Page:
As soon as transition begins, you MUST, regardless of the position you held, view your new “job” differently. The old position is over; you need to throw yourself into your new full-time job, representing the product you know best: YOU! Your acceptance of your new sales/marketing role is vital to your getting into the correct mindset to “get THAT NEXT job!”

After all, we are actually all “salespeople” at some time during every day of our lives. Some sales calls work, many others do not.

Each of you will more than likely have very different needs, agendas, motivators and economic realities. Most of what appears in these enotes, our book, CDs and website are based on our experiences in personal sales roles or in conversations and discussions with candidates and hiring authorities over the past 30 years.

Transition always refers to the following:

Individuals who are currently employed and who are contemplating a change for a variety of reasons.

Individuals who are underemployed or misemployed and who are looking to improve their economic status.

Individuals who are currently or about to be de-hired, retired or leave a job that has been eliminated.

At the beginning of every transition period, it is imperative that you discover who you really are, why you are an “opportunity” and what you want, be realistic about today’s market place and then prepare the documents to get you noticed. This introspection period, prior to the preparation of your selling and advertising materials, coupled with your study of your potential marketplace, are possibly as important, or more important, than all the rest of the transition skills. You job now is to prepare materials that will get you noticed. (Move from the “herd to be heard.”)

I would recommend that you read a good sales primer about selling intangibles. You must understand that there are at least three sales techniques that you will need in your transition period: an “either or close,” the “assumptive close” and “how to ask for the order” directly. Remember, there are several basic components to any successful transition process: your presentation, your “own” business cards, your body carriage, eye contact, firm handshake, dress, proper use of language, knowing why you fit the potential hiring authority’s or company’s needs, and aggressive follow-up after any contact with the hiring authorities. However, the main basic necessity in any search process are the materials that you will use to get noticed.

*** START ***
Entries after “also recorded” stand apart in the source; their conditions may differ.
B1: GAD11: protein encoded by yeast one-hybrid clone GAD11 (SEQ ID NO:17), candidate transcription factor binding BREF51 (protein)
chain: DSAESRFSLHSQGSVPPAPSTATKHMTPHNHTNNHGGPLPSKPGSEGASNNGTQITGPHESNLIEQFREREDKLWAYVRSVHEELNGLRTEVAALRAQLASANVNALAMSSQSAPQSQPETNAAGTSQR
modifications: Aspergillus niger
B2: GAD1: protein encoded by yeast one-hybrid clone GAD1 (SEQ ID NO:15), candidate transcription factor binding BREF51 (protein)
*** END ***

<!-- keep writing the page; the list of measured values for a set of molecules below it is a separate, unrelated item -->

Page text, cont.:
Your new “job” may be hard to find; it may/will take longer than you want and be emotionally trying, but that next job is there. Somehow candidates think there are three ways to “get THAT NEXT job.” To “be prepared and aggressive,” to be “passive and hopeful that someone you know will save you” or that you must merely try “the old and not-so-true methods of securing that next job.” Only one works! Oftentimes, we fall into the trap of thinking that others will save us: recruiters, the Web, friends, the “ole” network or complete strangers. We are wrong. There is only one way to be successful in transition: hard work.

The one statement in this e-note that is the most valuable is:

There is always “life” after your last assignment. Go out and find it and advocate for it!

If you have found these concepts useful and want more in depth information, please check out our book, CDs and website at Our website contents are constantly being updated. Please check the updates via the site’s search engine.

Bruce Dreyfus           Transition Compass®            ALL RIGHTS RESERVED